Posted In: Schools

Before 2020, monitoring indoor air quality was not a primary concern for most people, which resulted in undetected harmful indoor air pollution. However, the COVID-19 pandemic has shifted the paradigm, leading parents, teachers, and school administrators to recognize the importance of clean indoor air for promoting healthier learning environments.

The amount of time children spend in school buildings and breathing classroom air can significantly affect their health, positively and negatively. As a result, schools need to have continuous air quality monitoring systems in place to minimize exposure to pollutants effectively. In this context, we will discuss how air quality monitoring can help school facility managers create safer and healthier environments for students, teachers, and staff.

Understanding the significance of indoor air quality is crucial.

High indoor air quality in schools is essential as it directly impacts the health and productivity of students, teachers, and staff. Exposure to excessive levels of carbon dioxide (CO2), volatile organic compounds (VOCs), and airborne particulate matter (PM) can contribute to a range of health issues. These include headaches, exacerbated asthma symptoms, allergic reactions, respiratory illnesses, nasal congestion, eye and skin irritations, coughing, sneezing, fatigue, dizziness, and nausea. Addressing and mitigating these air pollutants is imperative to create a conducive learning environment.

Pollution exposure can have particularly severe effects on students. Children, in particular, are highly vulnerable to air pollution due to their ongoing physical development and greater air intake relative to their size. When schools have poor air quality, with environmental triggers for asthma and allergies, it can lead to increased student absences, reduced test scores, and impairments in attention span and neurodevelopment. It is crucial to address these issues to safeguard our young learners’ well-being and academic performance.

Asthma is the primary cause of school absenteeism among chronically ill students. Airborne allergens like mold, dust mites, and pollen can trigger allergy symptoms and asthma attacks. Enhancing the air quality in schools offers both immediate and long-term benefits. It can lead to fewer absences, reduced asthma attacks, decreased flu transmission, improved speed and performance in schoolwork, and higher scores on math and reading tests. Additionally, optimizing classroom ventilation can lower indoor pollutant concentrations, mitigate the spread of COVID-19, and alleviate the frequency of allergy and asthma symptoms.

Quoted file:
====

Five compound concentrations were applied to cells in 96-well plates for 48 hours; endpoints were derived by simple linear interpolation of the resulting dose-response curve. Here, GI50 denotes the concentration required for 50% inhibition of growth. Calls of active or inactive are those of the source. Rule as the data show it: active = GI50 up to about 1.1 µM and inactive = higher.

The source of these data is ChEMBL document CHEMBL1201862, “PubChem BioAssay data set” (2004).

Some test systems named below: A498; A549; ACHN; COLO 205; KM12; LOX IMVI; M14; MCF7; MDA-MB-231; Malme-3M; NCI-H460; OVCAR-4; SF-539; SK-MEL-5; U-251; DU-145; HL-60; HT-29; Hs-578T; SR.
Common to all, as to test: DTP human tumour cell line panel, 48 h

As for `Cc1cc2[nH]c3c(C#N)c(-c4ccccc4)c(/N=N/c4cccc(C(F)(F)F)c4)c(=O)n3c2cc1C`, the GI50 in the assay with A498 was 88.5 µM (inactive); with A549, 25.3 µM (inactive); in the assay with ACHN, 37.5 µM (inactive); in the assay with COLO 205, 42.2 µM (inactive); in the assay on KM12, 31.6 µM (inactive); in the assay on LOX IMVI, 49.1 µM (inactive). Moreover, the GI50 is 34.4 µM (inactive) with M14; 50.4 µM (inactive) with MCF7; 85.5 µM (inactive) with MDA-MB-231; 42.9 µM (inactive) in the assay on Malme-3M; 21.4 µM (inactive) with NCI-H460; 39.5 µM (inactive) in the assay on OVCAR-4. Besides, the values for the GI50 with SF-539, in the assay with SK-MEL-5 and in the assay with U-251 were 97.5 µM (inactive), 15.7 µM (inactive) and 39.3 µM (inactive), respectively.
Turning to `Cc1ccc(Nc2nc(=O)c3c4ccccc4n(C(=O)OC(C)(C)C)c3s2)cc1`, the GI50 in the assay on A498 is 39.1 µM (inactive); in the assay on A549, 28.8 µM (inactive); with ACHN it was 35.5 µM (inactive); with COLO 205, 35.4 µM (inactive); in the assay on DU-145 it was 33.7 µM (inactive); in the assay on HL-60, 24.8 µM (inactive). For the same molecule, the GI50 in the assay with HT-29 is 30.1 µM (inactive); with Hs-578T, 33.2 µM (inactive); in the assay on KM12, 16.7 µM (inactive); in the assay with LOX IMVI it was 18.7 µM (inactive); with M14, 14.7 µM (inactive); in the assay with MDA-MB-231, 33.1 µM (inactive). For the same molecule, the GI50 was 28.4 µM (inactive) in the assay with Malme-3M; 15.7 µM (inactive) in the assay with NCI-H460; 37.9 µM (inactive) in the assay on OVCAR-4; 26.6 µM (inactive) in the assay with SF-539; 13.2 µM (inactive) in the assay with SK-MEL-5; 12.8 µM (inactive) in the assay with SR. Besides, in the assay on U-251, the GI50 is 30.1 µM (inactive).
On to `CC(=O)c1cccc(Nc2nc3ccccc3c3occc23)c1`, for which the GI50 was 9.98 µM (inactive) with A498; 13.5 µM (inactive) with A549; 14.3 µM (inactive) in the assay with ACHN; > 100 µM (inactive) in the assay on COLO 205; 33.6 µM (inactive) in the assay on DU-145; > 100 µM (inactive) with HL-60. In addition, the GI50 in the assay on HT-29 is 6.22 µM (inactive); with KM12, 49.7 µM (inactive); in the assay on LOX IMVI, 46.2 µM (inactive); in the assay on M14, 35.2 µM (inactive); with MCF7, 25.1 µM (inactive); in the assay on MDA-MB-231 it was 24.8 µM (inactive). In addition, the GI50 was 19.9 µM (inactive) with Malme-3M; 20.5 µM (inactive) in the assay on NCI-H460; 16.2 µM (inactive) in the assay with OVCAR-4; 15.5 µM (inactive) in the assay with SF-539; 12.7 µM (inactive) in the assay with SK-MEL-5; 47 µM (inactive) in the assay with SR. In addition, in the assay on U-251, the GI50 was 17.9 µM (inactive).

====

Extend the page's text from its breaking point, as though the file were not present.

Overcoming obstacles to enhancing air quality in classrooms.

However, schools need help to ensure good indoor air quality in classrooms. These challenges encompass outdated school buildings with insufficient insulation, inadequate building management systems (BMS), and ageing heating, ventilation, and air conditioning (HVAC) systems. According to the U.S. Government Accountability Office, approximately 36,000 public schools must update or replace their HVAC systems. While many schools strive to enhance ventilation rates in response to the COVID-19 pandemic, replacing obsolete systems can be expensive, disrupt classes, and take several months or even longer, rendering it impractical for numerous schools.

Classroom overcrowding poses a significant challenge for schools. When multiple students occupy a single room for extended periods, carbon dioxide (CO2) levels can rise to potentially hazardous levels. The American Society of Heating, Refrigerating, and Air-Conditioning Engineers (ASHRAE) recommends maintaining indoor CO2 levels below 1,000 parts per million. Unfortunately, CO2 concentrations in schools often exceed this threshold, reaching as high as 3,000 to 6,000 ppm.

Outdoor air pollution is another primary concern for schools, especially in areas prone to wildfires or high pollution levels. When doors and windows open and close throughout the day, airborne pollutants and allergens can enter the classroom and build up to levels up to five times greater than outdoor concentrations.

Tags: schools

Leave A Comment

© 2024 - All Rights Reserved - Med Solutions LLC